5. Page 6—Sandel organizes his book according to 3 different categories: welfare, freedom and virtue. He believes that all arguments about what the meaning of justice is, fit into one of these three categories. Most chapters in the book give an overview of one method used for making decisions. Each method fits into one of those categories above.

6. According to Sandel, the standard case for unfettered markets rests on two claims—name and explain using the 3 categories.

7. What are the arguments against unfettered markets, using the 3 categories?

8. How does Sandel explain the place of “outrage” as a moral source?

9. How does the discussion of outrage relate to Sandel’s 3 categories?

10. What arguments might someone make if they fit into the “virtue” category?

11. How does Sandel describe the differences between ancient theories of justice and modern theories of justice? Do you understand this?

12. According to Sandel, what is the Purple Heart argument really about?

13. How are the underlying values of the welfare, freedom and virtue categories different?

14. What arguments were given for and against bailing out some companies during the financial crisis?

15. Do you think the companies should have been bailed out? Why or why not? Into which category do your arguments fall in Sandel’s configuration? What are the strengths and weaknesses of your arguments?

16. What arguments were given for and against giving executive bonuses?

17. Do you think the executives should have been given bonuses? Why or why not? Into which category do your arguments fall in Sandel’s configuration? What are the strengths and weaknesses of your arguments?

18. What is the role of “moral desert” in people’s arguments on the bailout/bonuses topic?

19. Should CEO’s make 344 times the pay of the average worker? Why or why not? Into which category do your arguments fall in Sandel’s configuration? What are the strengths and weaknesses of your arguments?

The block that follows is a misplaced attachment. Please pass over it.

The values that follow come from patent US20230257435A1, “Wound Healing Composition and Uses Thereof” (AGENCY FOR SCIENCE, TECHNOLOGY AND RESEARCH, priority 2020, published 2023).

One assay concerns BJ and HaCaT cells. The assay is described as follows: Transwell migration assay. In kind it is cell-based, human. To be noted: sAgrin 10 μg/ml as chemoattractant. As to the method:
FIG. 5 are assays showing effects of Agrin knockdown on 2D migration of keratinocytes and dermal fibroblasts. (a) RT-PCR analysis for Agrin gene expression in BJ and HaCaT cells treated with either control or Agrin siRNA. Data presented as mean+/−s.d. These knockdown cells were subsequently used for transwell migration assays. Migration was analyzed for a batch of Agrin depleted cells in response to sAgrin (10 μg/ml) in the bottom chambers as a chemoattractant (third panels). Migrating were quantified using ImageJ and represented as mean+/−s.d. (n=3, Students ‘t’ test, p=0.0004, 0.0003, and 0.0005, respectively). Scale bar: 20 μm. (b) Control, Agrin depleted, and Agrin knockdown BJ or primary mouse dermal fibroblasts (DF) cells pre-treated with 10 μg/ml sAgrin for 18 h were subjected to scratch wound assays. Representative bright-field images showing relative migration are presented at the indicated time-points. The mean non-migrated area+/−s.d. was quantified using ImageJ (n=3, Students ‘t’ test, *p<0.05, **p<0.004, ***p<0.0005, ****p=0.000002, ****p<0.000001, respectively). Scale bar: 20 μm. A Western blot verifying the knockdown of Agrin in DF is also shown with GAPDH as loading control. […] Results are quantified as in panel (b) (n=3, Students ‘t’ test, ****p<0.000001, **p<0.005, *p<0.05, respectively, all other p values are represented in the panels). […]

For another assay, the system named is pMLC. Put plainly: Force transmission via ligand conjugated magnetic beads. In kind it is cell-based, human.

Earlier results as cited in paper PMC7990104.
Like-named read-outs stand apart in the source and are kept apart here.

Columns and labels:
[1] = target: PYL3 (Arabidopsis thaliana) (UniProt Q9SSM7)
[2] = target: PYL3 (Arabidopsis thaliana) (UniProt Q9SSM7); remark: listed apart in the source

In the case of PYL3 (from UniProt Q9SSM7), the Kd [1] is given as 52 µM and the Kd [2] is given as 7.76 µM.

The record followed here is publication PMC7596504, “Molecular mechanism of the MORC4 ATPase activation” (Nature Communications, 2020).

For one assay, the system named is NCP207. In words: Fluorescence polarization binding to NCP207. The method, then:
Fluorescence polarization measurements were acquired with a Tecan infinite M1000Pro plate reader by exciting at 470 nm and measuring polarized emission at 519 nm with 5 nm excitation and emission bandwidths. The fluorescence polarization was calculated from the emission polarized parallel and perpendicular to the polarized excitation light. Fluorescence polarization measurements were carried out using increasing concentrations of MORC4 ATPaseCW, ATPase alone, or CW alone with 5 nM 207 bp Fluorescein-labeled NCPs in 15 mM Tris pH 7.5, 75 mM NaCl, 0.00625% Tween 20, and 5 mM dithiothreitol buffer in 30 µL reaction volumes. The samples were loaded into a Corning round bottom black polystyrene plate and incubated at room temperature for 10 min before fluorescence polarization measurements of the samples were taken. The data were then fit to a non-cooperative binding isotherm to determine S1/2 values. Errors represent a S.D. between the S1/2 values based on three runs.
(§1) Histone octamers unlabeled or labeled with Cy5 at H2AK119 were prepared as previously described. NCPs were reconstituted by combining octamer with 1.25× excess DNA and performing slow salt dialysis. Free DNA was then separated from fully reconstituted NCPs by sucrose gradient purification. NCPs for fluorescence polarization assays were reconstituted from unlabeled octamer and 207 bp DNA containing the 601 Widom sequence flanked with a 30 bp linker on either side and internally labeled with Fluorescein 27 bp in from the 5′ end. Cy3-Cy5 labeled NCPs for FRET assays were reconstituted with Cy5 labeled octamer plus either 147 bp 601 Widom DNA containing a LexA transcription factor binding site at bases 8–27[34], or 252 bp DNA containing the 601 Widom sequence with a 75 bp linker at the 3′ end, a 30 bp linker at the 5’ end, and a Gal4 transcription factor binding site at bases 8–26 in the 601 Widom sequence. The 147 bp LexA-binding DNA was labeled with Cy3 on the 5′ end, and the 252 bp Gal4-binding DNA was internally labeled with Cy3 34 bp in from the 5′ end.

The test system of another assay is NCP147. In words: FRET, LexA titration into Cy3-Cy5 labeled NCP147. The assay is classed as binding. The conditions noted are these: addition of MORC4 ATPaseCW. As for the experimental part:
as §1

20. Reflect on your initial reactions to the trolley stories and the goatherd situation. Continue figuring out the patterns that exist in your own determinations of what should be the case.

21. On page 28 Sandel outlines the steps he thinks we go through when we make a moral decision. Write this down in a place where you can refer to it throughout both of the books that we read and when you are participating in the discussion boards. Part of the purpose of this course is for you to adopt this method of reflection, at least for the duration of the course. Be careful about weighing in quickly with your unreflected-upon opinion and maintaining your position no matter what others say. Entertain everyone’s position on the issues and don’t assume you are correct.

22. What is the point of Plato’s cave analogy?

Post-Reading Questions:

1. Which category did you tend to fit into in this chapter?

2. Have you thought about your underlying value system prior to this?

3. What do you think you tend to weigh most heavily when making a decision?

4. What are the strengths and weaknesses of how you make a decision?

These questions are the most important questions to answer.

1-Explain the reasons that someone might give for being in favor of price-gouging laws (use your own words–do not quote the text).

2-Explain the reasons someone might give for being opposed to price-gouging laws (use your own words

3- Do you think that the categories of “supply” and “demand” accurately explain how the distribution of goods in a situation like Hurricane Charley? Explain your answer.

4- Sandel believes that people’s conceptions of justice fall into one of the three categories of welfare, freedom, or virtue. Based on what you’ve read in this chapter, which of these categories do you think you’ll fall into? Explain your answer.

5-What arguments were given both for and against bailing out companies during the financial crisis?